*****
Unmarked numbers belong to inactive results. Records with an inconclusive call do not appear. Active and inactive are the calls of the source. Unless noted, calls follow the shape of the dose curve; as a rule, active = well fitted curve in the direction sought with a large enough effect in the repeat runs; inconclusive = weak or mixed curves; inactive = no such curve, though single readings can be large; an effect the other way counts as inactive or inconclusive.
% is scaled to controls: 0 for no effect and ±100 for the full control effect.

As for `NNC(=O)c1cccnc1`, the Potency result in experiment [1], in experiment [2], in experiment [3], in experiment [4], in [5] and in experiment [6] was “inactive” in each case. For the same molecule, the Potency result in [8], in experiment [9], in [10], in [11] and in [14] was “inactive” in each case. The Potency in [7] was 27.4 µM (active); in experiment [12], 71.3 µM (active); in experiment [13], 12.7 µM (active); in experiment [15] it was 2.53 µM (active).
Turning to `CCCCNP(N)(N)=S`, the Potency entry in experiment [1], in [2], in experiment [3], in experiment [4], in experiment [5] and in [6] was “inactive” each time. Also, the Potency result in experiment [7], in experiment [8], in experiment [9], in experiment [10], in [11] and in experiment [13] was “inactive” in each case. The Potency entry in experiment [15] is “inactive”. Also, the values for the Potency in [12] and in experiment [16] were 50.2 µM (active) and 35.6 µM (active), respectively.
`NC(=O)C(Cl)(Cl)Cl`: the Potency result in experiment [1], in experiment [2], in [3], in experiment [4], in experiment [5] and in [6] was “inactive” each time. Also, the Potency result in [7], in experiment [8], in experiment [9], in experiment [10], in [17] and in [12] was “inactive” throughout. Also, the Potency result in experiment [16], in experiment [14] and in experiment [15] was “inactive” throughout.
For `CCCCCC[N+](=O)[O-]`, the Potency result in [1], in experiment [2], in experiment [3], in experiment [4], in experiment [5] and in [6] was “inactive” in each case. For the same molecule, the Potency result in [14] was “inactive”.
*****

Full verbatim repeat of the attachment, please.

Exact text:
Unmarked numbers belong to inactive results. Records with an inconclusive call do not appear. Active and inactive are the calls of the source. Unless noted, calls follow the shape of the dose curve; as a rule, active = well fitted curve in the direction sought with a large enough effect in the repeat runs; inconclusive = weak or mixed curves; inactive = no such curve, though single readings can be large; an effect the other way counts as inactive or inconclusive.
% is scaled to controls: 0 for no effect and ±100 for the full control effect.

As for `NNC(=O)c1cccnc1`, the Potency result in experiment [1], in experiment [2], in experiment [3], in experiment [4], in [5] and in experiment [6] was “inactive” in each case. For the same molecule, the Potency result in [8], in experiment [9], in [10], in [11] and in [14] was “inactive” in each case. The Potency in [7] was 27.4 µM (active); in experiment [12], 71.3 µM (active); in experiment [13], 12.7 µM (active); in experiment [15] it was 2.53 µM (active).
Turning to `CCCCNP(N)(N)=S`, the Potency entry in experiment [1], in [2], in experiment [3], in experiment [4], in experiment [5] and in [6] was “inactive” each time. Also, the Potency result in experiment [7], in experiment [8], in experiment [9], in experiment [10], in [11] and in experiment [13] was “inactive” in each case. The Potency entry in experiment [15] is “inactive”. Also, the values for the Potency in [12] and in experiment [16] were 50.2 µM (active) and 35.6 µM (active), respectively.
`NC(=O)C(Cl)(Cl)Cl`: the Potency result in experiment [1], in experiment [2], in [3], in experiment [4], in experiment [5] and in [6] was “inactive” each time. Also, the Potency result in [7], in experiment [8], in experiment [9], in experiment [10], in [17] and in [12] was “inactive” throughout. Also, the Potency result in experiment [16], in experiment [14] and in experiment [15] was “inactive” throughout.
For `CCCCCC[N+](=O)[O-]`, the Potency result in [1], in experiment [2], in experiment [3], in experiment [4], in experiment [5] and in [6] was “inactive” in each case. For the same molecule, the Potency result in [14] was “inactive”.